Concept of a plug-and-play IoT food monitoring system. It aims to reduce food wastage at consumer and distributor level

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Dear organisers, please find below the judging points for my project:

Project documentation - under Project Logs:

Project completeness - video of fully working prototype:

BOM - under Components:

Code - in Github repo:

Block Diagrams - see log:

What do I want to build?

  •  FIMble (Cypress PSoC 6 WiFi-BT Pioneer Kit )

My aim is to build a simple device to reduce wastage due to improper organization of the foods, and improve efficiency in determining soon-to-expire items. Ideally, it should be easily implemented, with minimal setup and learning curve required. Additionally, it should be modular and portable, so it can be used on today's existing storage spaces and fridges. 

Existing prototypes of smart fridges, using barcodes or RFID technologies to update the inventory, require the user to scan or move the item close to the sensor (like tapping your card on the bus) every single time you place or remove something. This is very clunky and not user-­friendly.

By utilising long range RFID, FIMble is made possible. I will explain how it works below...

What is my inspiration?

In stores, often times there will be workers assigned to do inventory checks regularly. With a large inventory, keeping track of expiry dates becomes a pain.

At home, it is a routine to clean out the fridge at the end of the year, to get rid of expired food. These food items are usually buried behind other items, hence forgotten and left until it expires, amounting to quite some waste.

Technical details of the system

In certain food products industries, RFID tags are already being used for labelling. RFID tags are getting extremely cheap and the cost is negligible compared to the potential wastage of food.

Using FIMble, every time a food item is placed inside the fridge, an RFID scaner detects the proximity of the item and updates the inventory. When food is removed, the reader can no longer detect the item within the range and it’s removed from the inventory. This is done automatically and there is no need to manual intervention 

A phone app will connects to the reader via WiFi. Bluetooth location tracking is useful for larger scale retail storage. It makes it easier to find on which shelve or aisle a specific item is located at.

For example, a list of expiry dates can be easily generated and sorted by food type. For consumers, food nutrition and diet recommendations can be made available for monitoring the quality of food. They can also be alerted if any specific item is running low and needs to be topped up.

Prototyping Plans

For prototyping, I plan to use the Cypress PSoC 6 WiFi-BT Pioneer Kit (CY8CKIT-062-WIFI-BT). It has the features and peripherials I need such as:

  • WiFi - This will allow data to be sent to the cloud, where data analytics can occur
  • Bluetooth - This will allow multiple FIMble devices to exchange location data, such as shelve number and fridge number.
  • TFT LCD Display - User display interface to be shown in the fridge.
  • Touch buttons - User can interact and specify settings
  • Arduino Headers - An RFID shield can be attached such as the SparkFun Simultaneous RFID Reader which can do long range RFID.

Cloud applications and IoT data analytics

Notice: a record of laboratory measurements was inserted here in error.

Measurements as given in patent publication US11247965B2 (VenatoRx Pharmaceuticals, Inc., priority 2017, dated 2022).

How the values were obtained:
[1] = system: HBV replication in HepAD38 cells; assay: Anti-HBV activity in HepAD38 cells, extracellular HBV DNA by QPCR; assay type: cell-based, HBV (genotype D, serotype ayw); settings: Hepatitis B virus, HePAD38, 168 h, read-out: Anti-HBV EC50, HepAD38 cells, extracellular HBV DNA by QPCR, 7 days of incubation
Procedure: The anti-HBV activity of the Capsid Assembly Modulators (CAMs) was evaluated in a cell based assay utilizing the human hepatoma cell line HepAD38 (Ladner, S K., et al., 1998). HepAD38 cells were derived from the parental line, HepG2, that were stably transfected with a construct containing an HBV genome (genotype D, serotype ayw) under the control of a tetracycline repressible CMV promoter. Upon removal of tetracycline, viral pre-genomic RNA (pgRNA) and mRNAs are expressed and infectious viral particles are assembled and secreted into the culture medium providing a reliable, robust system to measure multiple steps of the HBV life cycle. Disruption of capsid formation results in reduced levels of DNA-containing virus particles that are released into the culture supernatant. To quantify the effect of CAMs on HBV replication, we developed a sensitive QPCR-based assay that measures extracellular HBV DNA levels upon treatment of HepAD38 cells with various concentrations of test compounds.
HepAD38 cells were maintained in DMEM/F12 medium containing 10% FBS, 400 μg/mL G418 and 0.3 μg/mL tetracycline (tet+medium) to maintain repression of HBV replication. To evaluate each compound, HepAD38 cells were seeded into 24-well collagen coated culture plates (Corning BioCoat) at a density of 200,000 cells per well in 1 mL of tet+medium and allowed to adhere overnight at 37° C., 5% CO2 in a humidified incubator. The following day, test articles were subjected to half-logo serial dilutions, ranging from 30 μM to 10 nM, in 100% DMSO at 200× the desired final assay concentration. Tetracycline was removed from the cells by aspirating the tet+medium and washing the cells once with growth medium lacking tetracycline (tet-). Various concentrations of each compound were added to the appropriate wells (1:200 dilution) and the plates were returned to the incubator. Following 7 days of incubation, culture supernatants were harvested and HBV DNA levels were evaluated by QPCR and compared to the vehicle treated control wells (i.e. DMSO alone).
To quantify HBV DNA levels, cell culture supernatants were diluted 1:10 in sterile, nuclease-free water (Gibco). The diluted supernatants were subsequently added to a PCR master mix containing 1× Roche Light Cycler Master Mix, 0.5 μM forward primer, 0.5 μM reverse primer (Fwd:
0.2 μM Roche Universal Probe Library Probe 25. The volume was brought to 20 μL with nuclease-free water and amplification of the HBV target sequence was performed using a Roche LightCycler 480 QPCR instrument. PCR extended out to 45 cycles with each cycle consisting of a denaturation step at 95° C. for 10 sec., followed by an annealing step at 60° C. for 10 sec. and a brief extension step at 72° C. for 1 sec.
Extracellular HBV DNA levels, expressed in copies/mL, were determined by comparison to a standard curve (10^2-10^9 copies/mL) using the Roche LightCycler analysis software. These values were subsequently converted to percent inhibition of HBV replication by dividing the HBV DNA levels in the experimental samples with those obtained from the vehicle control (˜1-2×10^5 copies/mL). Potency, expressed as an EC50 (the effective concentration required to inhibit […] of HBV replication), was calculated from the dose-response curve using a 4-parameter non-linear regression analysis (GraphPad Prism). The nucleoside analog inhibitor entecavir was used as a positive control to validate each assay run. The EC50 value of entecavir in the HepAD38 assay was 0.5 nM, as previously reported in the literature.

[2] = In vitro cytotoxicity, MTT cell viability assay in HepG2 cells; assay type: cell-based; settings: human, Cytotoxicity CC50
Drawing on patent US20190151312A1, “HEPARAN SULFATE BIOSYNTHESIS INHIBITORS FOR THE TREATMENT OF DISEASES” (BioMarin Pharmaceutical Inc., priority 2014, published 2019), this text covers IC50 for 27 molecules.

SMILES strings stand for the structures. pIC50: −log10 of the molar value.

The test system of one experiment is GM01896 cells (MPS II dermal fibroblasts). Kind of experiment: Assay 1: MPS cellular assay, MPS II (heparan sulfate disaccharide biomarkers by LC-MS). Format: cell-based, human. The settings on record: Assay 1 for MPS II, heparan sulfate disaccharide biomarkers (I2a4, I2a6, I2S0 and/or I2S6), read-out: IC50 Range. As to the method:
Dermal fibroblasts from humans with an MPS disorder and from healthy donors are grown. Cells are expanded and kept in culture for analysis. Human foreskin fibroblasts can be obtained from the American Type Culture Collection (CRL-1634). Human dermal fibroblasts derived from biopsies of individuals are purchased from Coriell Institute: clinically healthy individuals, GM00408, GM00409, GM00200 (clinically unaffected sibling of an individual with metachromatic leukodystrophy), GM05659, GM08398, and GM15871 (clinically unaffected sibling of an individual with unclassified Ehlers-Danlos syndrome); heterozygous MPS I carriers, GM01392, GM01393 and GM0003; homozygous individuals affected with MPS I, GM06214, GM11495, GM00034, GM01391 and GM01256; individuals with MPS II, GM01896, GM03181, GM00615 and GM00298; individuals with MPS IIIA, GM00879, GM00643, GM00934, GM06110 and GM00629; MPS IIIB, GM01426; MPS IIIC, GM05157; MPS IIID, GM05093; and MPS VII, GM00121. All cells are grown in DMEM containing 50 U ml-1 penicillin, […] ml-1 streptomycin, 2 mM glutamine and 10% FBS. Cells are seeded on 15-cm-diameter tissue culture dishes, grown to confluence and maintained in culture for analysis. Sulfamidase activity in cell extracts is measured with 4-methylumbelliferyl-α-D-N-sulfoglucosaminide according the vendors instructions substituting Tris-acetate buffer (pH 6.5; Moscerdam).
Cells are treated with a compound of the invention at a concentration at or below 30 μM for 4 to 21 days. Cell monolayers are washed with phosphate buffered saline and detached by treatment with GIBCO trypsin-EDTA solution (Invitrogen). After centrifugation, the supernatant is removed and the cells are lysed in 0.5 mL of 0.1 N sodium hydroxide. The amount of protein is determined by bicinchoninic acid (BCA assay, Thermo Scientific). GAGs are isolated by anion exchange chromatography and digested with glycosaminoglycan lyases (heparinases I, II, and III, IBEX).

These are some examples of how using FIMble can improve the user's standard of living by collecting data related to food storage.

  • For foods with a shorter shelf life, which requires a more controlled storage environment. Examples include expensive seafood (like oysters and lobsters), and dairy products. The users need to be notified if it is being kept for too long; they can keep track of declining freshness of the products.
  • Sensors can be used to recommend the optimal environment for storage of certain food types.
  • Since the inventory is relayed to the phone app, users will also be able to check it when grocery shopping. They need not struggle to remember if they need to buy a certain item, preventing them from unnecessarily buying what they already have.
  • Users can search for where a certain item is via the app. This improves efficiencies within a storage unit.

My learning experience for this project

I look forward to learning more about IoT application especially with regards...

Read more »

presentation - 317.46 kB - 07/18/2020 at 12:41


  • 1 × Cypress PSoC® 6 WiFi-BT Pioneer Kit (CY8CKIT-062-WIFI-BT)
  • 1 × DIY Paper Craft Enclosure
  • 1 × RFID Reader MFRC522 Arduino Module
  • 1 × Amazon Web Services Services used: IoT Core, Lambda, API Gateway, DynamoDB
  • 1 × Flutter App (Hosted on AWS S3) A mobile app to show the inventory list along with analytics

View all 6 components

  • Demonstration Video

    zst12308/20/2020 at 12:52 0 comments

    It is approaching the end of the Cypress PSoC 6 contest. I would like to end it off nicely with a demo video of how my system functions.

    I really learnt a lot from this contest. Do let me know what you think to!

  • Overall Block Diagram

    zst12308/15/2020 at 13:19 0 comments

    To wrap off, I decided to revisit the block diagram of the finalized system.

    I hope this makes it clearer to you how my entire system operates

  • The Final System setup is done!

    zst12308/10/2020 at 06:21 0 comments

    In the previous log, I received the RFID module and got it working with the Cypress board.

    RFID Scanner LCD Interface.

    Now, I created a nice GUI screen to interact with it. 

    • Scanning items - RFID scanner is waiting for changes
    • Updating - when the item is not found in the inventory, it will update accordingly
    • Successful - the update has been completed.

    Final Enclosure with Stand